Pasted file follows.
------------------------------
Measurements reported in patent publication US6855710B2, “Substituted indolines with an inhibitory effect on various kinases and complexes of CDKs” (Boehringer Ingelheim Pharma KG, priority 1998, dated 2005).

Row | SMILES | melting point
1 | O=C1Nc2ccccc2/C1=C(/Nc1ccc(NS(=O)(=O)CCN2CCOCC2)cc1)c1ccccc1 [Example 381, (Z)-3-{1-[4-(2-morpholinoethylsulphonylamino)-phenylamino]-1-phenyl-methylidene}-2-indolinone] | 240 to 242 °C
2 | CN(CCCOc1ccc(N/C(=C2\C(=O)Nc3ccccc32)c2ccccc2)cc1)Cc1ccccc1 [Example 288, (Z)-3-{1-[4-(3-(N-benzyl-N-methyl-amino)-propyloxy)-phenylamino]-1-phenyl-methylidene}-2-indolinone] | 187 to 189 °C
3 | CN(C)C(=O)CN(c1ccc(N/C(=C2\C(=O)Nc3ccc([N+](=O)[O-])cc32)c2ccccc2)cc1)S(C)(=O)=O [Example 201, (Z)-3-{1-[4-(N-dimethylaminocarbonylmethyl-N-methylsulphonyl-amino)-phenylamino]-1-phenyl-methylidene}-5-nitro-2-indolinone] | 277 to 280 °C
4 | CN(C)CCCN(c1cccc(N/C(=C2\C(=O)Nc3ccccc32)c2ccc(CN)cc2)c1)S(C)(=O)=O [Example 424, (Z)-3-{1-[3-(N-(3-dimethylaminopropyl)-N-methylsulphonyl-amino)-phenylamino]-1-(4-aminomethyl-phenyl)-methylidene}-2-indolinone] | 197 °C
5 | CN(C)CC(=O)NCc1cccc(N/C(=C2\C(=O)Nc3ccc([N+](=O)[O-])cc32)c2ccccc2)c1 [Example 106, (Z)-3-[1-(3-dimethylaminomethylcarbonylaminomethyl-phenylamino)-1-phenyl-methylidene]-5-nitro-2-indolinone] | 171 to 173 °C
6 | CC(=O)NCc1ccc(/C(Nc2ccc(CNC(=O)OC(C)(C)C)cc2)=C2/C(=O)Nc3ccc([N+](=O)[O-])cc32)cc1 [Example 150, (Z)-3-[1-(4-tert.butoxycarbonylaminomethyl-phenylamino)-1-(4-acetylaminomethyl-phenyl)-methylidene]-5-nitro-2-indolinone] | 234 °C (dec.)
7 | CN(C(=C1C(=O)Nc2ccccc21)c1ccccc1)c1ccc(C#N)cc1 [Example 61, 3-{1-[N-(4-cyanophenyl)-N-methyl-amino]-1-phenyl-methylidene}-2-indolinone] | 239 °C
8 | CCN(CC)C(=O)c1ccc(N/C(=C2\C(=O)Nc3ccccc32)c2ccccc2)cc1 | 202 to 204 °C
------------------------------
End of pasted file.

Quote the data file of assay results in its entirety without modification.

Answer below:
Measurements reported in patent publication US6855710B2, “Substituted indolines with an inhibitory effect on various kinases and complexes of CDKs” (Boehringer Ingelheim Pharma KG, priority 1998, dated 2005).

Row | SMILES | melting point
1 | O=C1Nc2ccccc2/C1=C(/Nc1ccc(NS(=O)(=O)CCN2CCOCC2)cc1)c1ccccc1 [Example 381, (Z)-3-{1-[4-(2-morpholinoethylsulphonylamino)-phenylamino]-1-phenyl-methylidene}-2-indolinone] | 240 to 242 °C
2 | CN(CCCOc1ccc(N/C(=C2\C(=O)Nc3ccccc32)c2ccccc2)cc1)Cc1ccccc1 [Example 288, (Z)-3-{1-[4-(3-(N-benzyl-N-methyl-amino)-propyloxy)-phenylamino]-1-phenyl-methylidene}-2-indolinone] | 187 to 189 °C
3 | CN(C)C(=O)CN(c1ccc(N/C(=C2\C(=O)Nc3ccc([N+](=O)[O-])cc32)c2ccccc2)cc1)S(C)(=O)=O [Example 201, (Z)-3-{1-[4-(N-dimethylaminocarbonylmethyl-N-methylsulphonyl-amino)-phenylamino]-1-phenyl-methylidene}-5-nitro-2-indolinone] | 277 to 280 °C
4 | CN(C)CCCN(c1cccc(N/C(=C2\C(=O)Nc3ccccc32)c2ccc(CN)cc2)c1)S(C)(=O)=O [Example 424, (Z)-3-{1-[3-(N-(3-dimethylaminopropyl)-N-methylsulphonyl-amino)-phenylamino]-1-(4-aminomethyl-phenyl)-methylidene}-2-indolinone] | 197 °C
5 | CN(C)CC(=O)NCc1cccc(N/C(=C2\C(=O)Nc3ccc([N+](=O)[O-])cc32)c2ccccc2)c1 [Example 106, (Z)-3-[1-(3-dimethylaminomethylcarbonylaminomethyl-phenylamino)-1-phenyl-methylidene]-5-nitro-2-indolinone] | 171 to 173 °C
6 | CC(=O)NCc1ccc(/C(Nc2ccc(CNC(=O)OC(C)(C)C)cc2)=C2/C(=O)Nc3ccc([N+](=O)[O-])cc32)cc1 [Example 150, (Z)-3-[1-(4-tert.butoxycarbonylaminomethyl-phenylamino)-1-(4-acetylaminomethyl-phenyl)-methylidene]-5-nitro-2-indolinone] | 234 °C (dec.)
7 | CN(C(=C1C(=O)Nc2ccccc21)c1ccccc1)c1ccc(C#N)cc1 [Example 61, 3-{1-[N-(4-cyanophenyl)-N-methyl-amino]-1-phenyl-methylidene}-2-indolinone] | 239 °C
8 | CCN(CC)C(=O)c1ccc(N/C(=C2\C(=O)Nc3ccccc32)c2ccccc2)cc1 | 202 to 204 °C